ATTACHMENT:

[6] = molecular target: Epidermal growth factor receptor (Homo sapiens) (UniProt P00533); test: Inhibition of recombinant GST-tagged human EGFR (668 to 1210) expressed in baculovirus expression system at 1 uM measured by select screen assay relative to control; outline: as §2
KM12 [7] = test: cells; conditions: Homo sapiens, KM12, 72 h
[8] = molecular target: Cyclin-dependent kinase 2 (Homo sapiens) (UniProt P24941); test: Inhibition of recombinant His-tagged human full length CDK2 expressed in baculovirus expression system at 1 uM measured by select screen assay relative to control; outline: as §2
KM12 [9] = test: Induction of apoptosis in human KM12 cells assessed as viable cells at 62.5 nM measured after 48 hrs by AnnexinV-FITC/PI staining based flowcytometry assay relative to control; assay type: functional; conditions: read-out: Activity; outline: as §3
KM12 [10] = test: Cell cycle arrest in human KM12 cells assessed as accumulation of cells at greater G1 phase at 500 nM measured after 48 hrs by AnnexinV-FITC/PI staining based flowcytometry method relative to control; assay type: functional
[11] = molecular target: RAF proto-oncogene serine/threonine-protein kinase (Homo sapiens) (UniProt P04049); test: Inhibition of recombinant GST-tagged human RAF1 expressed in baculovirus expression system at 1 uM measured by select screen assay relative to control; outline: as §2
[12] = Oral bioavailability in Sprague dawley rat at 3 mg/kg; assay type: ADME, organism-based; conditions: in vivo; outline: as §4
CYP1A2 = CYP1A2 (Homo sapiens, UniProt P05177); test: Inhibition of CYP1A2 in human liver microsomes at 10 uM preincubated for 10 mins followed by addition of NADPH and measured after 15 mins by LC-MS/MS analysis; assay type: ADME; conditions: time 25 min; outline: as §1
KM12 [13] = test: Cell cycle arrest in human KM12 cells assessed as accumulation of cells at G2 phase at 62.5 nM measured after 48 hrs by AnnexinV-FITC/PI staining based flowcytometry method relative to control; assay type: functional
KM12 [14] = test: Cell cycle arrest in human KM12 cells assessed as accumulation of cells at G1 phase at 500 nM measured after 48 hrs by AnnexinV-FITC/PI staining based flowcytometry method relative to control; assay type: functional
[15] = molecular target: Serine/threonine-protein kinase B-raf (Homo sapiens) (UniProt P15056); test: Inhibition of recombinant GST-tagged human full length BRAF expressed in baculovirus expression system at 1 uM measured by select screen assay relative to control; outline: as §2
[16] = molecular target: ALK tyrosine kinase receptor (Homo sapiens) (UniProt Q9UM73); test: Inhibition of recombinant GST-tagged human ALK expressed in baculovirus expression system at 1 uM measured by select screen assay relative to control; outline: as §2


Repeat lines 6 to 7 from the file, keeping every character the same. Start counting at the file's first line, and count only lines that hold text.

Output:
[11] = molecular target: RAF proto-oncogene serine/threonine-protein kinase (Homo sapiens) (UniProt P04049); test: Inhibition of recombinant GST-tagged human RAF1 expressed in baculovirus expression system at 1 uM measured by select screen assay relative to control; outline: as §2
[12] = Oral bioavailability in Sprague dawley rat at 3 mg/kg; assay type: ADME, organism-based; conditions: in vivo; outline: as §4